4) Blastoise almost completely disappeared at this Regionals, with only one showing in the Top 16. It seemed like the large amount of Hex Maniac, Garbodor, and Grass Pokémon were able to scare off most of the Blastoise decks.
5) There seemed to be many strange decks around the middle tables, such as Donphan/Eeveelutions, Vileplume/Regice, and Rayquaza/Eelektrik. They didn't perform very well and probably won't see as much play in the upcoming week, unless some revelation is made that can help some of their matchups.
Taking this information, we can probably formulate some opinions on what can be seen in the upcoming weekend. I feel as though I should warn everyone that these are just my opinions and shouldn't be taken literally, as they may not come true. Let's go over some of my predictions for the upcoming week.
Overall Predictions for Week 3 of Regionals:
1) M Manectric-EX will still be popular. The deck is very strong, extremely consistent, and can deal with many of the popular decks in the metagame. With so many big-name players utilizing this deck and seeing the potential, M Manectric-EX will surely be around for the third week of Regionals. It can deal with Blastoise since it plays Garbodor, it can deal with Yveltal from the weakness to Lightning-type Pokémon, and it can deal with Seismitoad-EX decks since it has free Retreat and can constantly switch between attackers.
2) Blastoise will continue to decline. With the recent success of Vespiquen, along with multiple Garbodor decks making it into the Top 16, there's almost no way to feel confident in the deck right now. When a Keldeo-EX can't attack without being one-shotted, the deck will certainly struggle to get anything done. This also applies to when Blastoise can't use his Ability, as the deck will cease to work.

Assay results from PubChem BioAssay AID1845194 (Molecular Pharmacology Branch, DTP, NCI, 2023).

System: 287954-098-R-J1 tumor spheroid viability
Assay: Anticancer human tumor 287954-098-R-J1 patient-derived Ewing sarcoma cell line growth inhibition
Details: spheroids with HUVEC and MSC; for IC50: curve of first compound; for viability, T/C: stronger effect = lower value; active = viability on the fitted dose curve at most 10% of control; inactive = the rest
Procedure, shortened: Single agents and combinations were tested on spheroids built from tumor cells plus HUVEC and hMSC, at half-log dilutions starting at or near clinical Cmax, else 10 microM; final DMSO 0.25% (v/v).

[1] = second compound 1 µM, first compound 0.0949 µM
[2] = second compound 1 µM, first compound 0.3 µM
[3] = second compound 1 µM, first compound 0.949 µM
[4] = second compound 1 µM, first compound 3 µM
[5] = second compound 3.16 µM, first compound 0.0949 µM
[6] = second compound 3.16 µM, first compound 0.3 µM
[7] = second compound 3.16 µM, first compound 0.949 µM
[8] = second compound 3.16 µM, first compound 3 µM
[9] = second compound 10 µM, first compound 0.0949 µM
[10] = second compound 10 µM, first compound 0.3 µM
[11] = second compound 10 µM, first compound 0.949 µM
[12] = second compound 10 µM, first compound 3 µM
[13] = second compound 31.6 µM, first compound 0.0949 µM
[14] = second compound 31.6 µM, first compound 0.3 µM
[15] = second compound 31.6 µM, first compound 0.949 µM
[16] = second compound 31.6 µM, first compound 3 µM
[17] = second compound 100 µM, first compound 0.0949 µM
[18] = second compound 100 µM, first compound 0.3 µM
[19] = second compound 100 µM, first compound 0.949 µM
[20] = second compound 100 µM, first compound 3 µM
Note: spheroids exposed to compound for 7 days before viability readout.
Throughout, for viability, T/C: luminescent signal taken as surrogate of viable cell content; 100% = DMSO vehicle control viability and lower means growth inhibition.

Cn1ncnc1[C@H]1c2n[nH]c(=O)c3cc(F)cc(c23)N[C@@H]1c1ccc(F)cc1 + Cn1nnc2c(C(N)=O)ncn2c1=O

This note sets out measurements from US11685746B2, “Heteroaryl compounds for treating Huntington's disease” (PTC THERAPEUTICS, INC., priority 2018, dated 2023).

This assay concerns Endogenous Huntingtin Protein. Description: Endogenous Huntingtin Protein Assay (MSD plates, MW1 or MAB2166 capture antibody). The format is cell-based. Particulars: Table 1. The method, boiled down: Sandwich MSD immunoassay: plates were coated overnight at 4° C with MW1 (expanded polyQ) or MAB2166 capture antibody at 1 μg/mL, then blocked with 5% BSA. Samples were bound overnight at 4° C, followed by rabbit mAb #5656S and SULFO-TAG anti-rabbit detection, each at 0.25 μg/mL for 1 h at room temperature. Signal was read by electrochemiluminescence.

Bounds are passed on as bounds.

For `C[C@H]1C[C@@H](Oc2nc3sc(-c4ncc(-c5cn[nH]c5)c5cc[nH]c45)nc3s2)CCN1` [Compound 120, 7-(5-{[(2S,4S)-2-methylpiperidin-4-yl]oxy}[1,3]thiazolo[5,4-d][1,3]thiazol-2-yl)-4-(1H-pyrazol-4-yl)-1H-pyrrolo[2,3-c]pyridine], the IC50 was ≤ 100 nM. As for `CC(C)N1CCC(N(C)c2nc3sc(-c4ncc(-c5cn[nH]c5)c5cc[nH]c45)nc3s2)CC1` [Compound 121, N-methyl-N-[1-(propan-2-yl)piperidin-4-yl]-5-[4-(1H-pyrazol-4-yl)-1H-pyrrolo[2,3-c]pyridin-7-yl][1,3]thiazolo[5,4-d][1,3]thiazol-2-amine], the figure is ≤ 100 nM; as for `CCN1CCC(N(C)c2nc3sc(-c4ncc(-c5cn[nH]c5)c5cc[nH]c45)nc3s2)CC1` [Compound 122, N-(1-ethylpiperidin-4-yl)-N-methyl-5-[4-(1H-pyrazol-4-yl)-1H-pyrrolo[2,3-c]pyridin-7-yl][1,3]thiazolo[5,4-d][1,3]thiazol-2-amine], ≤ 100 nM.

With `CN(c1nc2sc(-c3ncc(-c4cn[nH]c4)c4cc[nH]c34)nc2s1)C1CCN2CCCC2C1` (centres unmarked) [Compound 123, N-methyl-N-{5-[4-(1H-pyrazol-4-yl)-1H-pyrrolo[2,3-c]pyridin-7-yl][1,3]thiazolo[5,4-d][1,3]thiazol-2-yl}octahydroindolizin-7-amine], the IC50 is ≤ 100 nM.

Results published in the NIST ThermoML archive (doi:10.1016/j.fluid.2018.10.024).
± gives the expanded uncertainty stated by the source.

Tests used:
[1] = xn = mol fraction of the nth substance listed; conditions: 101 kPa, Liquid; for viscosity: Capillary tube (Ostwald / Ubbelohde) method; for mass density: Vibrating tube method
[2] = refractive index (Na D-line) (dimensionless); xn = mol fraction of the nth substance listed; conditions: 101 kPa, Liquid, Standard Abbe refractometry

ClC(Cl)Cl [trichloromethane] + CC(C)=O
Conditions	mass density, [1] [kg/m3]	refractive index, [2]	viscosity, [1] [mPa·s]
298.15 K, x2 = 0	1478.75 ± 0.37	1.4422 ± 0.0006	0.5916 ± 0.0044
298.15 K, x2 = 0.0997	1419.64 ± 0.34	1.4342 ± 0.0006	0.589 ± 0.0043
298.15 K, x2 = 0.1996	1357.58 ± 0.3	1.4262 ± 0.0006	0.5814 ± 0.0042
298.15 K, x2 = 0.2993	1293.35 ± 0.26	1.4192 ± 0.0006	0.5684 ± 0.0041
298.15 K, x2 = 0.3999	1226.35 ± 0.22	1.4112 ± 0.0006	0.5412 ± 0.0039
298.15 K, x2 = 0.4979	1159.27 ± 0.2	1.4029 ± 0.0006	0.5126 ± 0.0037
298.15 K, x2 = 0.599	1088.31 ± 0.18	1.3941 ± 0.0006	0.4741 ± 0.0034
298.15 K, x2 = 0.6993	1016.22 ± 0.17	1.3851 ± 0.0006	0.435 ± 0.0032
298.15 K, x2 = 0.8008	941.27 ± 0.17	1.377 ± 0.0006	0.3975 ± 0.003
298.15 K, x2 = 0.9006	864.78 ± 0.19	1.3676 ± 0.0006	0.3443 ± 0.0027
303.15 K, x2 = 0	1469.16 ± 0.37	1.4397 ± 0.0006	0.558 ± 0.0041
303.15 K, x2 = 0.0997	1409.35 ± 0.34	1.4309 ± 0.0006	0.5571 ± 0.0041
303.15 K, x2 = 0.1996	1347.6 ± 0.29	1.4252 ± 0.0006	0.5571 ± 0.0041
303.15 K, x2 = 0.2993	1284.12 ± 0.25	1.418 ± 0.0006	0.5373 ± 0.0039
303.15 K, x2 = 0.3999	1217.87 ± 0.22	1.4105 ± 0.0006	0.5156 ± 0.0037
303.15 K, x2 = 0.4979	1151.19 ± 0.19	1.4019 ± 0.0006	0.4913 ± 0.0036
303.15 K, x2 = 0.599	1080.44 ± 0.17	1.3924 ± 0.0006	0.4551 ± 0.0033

3) Darkness decks will continue to stick around, just like they always have. The deck is consistent, especially with the addition of Dark Patch. Expect to play against at least one Darkness-based deck this upcoming weekend.
4) Vespiquen will be played more than ever in this upcoming Regionals. Everyone noticed how quickly the deck was able to run through the competition. O'Brien was able go 15-0-1 on his way to the gold, with Dylan Bryan following closely behind with barely any scratches on his resume for the day. Vespiquen was the best choice for the day and will continue to perform well due to its speed and raw power. Expect to see Vespiquen in higher numbers than ever seen before.
5) Landorus-EX/Crobat and Night March decks will show up in small amounts in an attempt to counter the Vespiquen and M Manectric-EX decks that did well last weekend. They are the clear counters to the top performing decks and can deal with plenty of other opponents in the metagame. Don't fully expect to see either of these decks sitting across from you, but don't be surprised if they are performing well at any Regional Championships.
Hopefully these observations and predictions have helped you in some way towards your preparation for Regional Championships. If Lancaster was any indication of future events, my advice would be to prepare for any deck to sit across from you. With so many sets out for the Expanded format, there is certainly plenty of room for innovation in builds.
Good luck to everyone competing in this third week of Regional Championships. I will be attending Fort Wayne Regionals and can't wait to see everybody there! If you have any questions, don't be afraid to leave me a comment or message me. Thanks for reading!
-Ryan Sabelhaus <3
Thank you for your time. Please leave us your feedback to help us to improve the articles for you!
Pokémon and its trademarks are ©1995-2018 Nintendo, Creatures, and GAMEFREAK. English card images appearing on this website are the property of The Pokémon Company International, Inc. 60cards is a fan site. Our goal is to promote the Pokemon TCG and help it grow. We are not official in any shape or form, nor affiliated, sponsored, or otherwise endorsed by Nintendo, Creatures, GAMEFREAK, or TPCi.